Photo by Keith Allison/Wikimedia

Photo by Keith Allison/Wikimedia

The Passion of Ichiro Suzuki

Three passages from ESPN’s article on the 44-year-old Mariner capture the sacrifice at the heart of his greatness.

Earlier today, ESPN posted a story about Ichiro Suzuki. There have been a lot of stories about the 44-year-old major leaguer today, after he signed a one-year deal with the Seattle Mariners, the team that he started his MLB career with 17 years ago. (We did one too.) But this story, penned by Wright Thompson, wasn’t about the signing. Rather, it was reported before the Mariners and Ichiro’s people had even talked. Mention of the signing was added on as an afterthought.

The story focuses on the precarious position that the long-time major leaguer finds himself in, a man at the end of a career to which he has committed just about every 5-minute block of his life since he was in the third grade. This morning’s announcement doesn’t end Ichiro’s existential dilemma. It only forestalls it.

The article touches on the harsh beginnings of this life-long obsession, the ballplayer’s estrangement from his father, and the baseball culture in Japan. At one point, Thompson quotes Japanese baseball great Sadaharu Oh: “Baseball in America is a game that is born in spring and dies in autumn. In Japan it is bound to winter as the heart is to the body.”

So, yeah, there is much more darkness here than you find in most baseball stories. And that darkness bleeds into the routines that made Ichiro great and the obsession that is a part of most any professional athlete’s life. Within those details are the most compelling parts of this story, and reminders of the inimitable character that is coming back to Seattle. For instance, there is the fact that the man has taken one vacation. One.

He started training every day in the third grade and has never stopped. Once during his career he took a vacation, a trip to Milan that he hated. This past October, Marlins infielder Dee Gordon came to get something at the clubhouse after the season. He heard the crack of a bat in the cages and found Ichiro there, getting in his daily swings. “I really just hope he keeps playing,” Gordon says with a chuckle, “because I don’t want him to die. I believe he might die if he doesn’t keep playing. What is Ichiro gonna do if he doesn’t play baseball?”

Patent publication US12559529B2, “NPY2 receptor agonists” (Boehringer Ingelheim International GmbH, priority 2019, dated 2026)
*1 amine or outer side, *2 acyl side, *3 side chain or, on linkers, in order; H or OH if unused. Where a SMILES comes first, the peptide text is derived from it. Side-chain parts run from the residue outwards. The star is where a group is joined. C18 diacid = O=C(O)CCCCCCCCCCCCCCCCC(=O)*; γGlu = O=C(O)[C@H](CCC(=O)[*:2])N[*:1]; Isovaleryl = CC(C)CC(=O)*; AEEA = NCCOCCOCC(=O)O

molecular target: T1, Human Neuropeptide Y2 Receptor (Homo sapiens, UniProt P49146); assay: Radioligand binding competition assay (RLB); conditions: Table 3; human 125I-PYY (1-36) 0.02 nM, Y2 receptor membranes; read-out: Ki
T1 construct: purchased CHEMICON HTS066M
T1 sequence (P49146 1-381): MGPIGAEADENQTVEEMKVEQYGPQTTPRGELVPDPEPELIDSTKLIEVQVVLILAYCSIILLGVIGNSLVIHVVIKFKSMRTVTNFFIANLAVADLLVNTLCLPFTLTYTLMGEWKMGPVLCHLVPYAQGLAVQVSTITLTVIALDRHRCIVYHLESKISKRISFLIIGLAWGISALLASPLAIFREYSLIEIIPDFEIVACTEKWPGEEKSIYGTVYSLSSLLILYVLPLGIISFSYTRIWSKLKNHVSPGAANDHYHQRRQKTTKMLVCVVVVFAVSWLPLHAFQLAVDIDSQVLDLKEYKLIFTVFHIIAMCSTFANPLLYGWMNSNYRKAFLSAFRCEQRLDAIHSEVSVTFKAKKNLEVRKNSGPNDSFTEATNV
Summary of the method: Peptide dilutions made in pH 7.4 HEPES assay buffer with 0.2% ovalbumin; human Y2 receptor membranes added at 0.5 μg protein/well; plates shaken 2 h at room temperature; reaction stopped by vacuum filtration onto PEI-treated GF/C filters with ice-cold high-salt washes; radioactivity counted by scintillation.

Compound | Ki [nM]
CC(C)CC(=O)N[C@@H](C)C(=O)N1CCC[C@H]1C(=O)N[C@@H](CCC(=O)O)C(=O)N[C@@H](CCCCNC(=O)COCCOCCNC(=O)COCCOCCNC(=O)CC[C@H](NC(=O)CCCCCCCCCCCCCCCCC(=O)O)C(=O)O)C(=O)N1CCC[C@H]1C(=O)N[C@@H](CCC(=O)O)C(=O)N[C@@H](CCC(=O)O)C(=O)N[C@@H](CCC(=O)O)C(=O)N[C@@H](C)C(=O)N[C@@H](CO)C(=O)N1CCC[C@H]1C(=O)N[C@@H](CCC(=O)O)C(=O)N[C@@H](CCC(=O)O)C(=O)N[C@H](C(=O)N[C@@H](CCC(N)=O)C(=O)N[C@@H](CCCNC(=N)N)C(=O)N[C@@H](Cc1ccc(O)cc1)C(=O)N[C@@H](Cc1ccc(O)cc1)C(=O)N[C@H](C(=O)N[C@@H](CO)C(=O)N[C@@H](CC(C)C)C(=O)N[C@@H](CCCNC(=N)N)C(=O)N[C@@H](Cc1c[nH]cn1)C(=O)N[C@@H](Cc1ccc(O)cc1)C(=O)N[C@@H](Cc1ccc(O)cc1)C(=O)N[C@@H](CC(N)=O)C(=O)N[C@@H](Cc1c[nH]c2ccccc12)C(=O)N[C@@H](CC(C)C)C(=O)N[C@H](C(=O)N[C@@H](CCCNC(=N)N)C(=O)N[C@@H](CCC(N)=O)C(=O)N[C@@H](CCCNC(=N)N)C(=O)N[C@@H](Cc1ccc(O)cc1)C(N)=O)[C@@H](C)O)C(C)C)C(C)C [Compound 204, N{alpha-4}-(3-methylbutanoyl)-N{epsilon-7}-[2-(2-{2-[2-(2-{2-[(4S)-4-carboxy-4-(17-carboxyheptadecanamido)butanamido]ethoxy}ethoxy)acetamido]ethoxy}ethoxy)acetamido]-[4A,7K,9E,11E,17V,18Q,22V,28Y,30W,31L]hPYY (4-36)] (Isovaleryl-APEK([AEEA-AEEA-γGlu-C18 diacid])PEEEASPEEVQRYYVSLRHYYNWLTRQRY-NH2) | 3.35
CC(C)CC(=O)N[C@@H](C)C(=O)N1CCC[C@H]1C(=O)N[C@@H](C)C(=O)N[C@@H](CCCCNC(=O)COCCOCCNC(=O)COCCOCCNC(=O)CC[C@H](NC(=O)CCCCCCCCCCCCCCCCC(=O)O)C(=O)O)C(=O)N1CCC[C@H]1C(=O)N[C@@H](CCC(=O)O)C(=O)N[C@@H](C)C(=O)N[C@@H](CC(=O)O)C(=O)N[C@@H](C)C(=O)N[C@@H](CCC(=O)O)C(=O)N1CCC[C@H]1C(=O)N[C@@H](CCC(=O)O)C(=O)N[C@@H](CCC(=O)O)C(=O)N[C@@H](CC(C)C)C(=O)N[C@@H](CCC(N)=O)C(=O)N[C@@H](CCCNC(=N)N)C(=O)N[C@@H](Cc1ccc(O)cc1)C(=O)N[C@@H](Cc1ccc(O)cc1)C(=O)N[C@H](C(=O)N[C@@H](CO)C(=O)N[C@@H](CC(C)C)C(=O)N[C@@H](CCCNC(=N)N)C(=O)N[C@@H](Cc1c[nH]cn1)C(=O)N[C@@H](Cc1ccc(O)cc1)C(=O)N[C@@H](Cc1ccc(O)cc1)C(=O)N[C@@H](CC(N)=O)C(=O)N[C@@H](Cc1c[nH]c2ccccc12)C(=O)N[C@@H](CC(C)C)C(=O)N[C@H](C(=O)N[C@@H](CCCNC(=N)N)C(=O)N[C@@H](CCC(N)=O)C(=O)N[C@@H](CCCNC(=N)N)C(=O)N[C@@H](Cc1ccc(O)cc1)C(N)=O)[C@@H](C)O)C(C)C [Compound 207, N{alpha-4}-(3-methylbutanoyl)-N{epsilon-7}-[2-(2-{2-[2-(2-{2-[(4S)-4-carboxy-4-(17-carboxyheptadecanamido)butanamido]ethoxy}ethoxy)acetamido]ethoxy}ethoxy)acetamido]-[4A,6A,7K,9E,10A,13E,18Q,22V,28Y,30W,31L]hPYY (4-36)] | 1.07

And there are all of the stories of ritual that have been trailing Ichiro throughout his career with the Mariners, and then the Yankees, and then the Marlins.

Former first baseman Mike Sweeney, who got close to Ichiro in Seattle, tells one about getting a call from an old teammate who’d had an off-day in New York. You’re not gonna believe this, the guy began. He’d brought along his wife and they walked through Central Park, thrilled to be together in such a serene place. Far off in the distance, at a sandlot field with an old backstop that looked leftover from the 1940s, they saw a guy playing long toss. The big leaguer did the quick math and figured the distant stranger was throwing 300 feet on the fly. Curious, he walked closer. The guy hit balls into the backstop, the powerful shotgun blast of real contact familiar to any serious player. He became impressed, so he got even closer, close enough to see.

The man working out alone in Central Park was Ichiro.

That is some great baseball lore, there. And when Ichiro is called upon to pinch hit for the Mariners this season (and, yeah, that is probably all he is going to do), it is worth remembering how much of himself the man has given to the game and at what cost.

When he’s slumping, his wife has said, she will wake up and find him crying in his sleep. The first time he went on the disabled list as a major leaguer was because of a bleeding stomach ulcer. That year, he’d led Japan to a victory in the 2009 World Baseball Classic, winning the final game with a base hit in extra innings. The stress ate a hole in his stomach. Weeks later, a Mariners team doctor told him he couldn’t play on Opening Day. Ichiro refused to listen, his teammate Sweeney says. Before the team ultimately forced him to sit, the doctor tried to explain that a bleeding ulcer was a serious condition that could actually kill him.

Ichiro listened, unmoved.

“I’ll take my chances,” he said.

Please, go read the story.

mbaumgarten@seattleweekly.com

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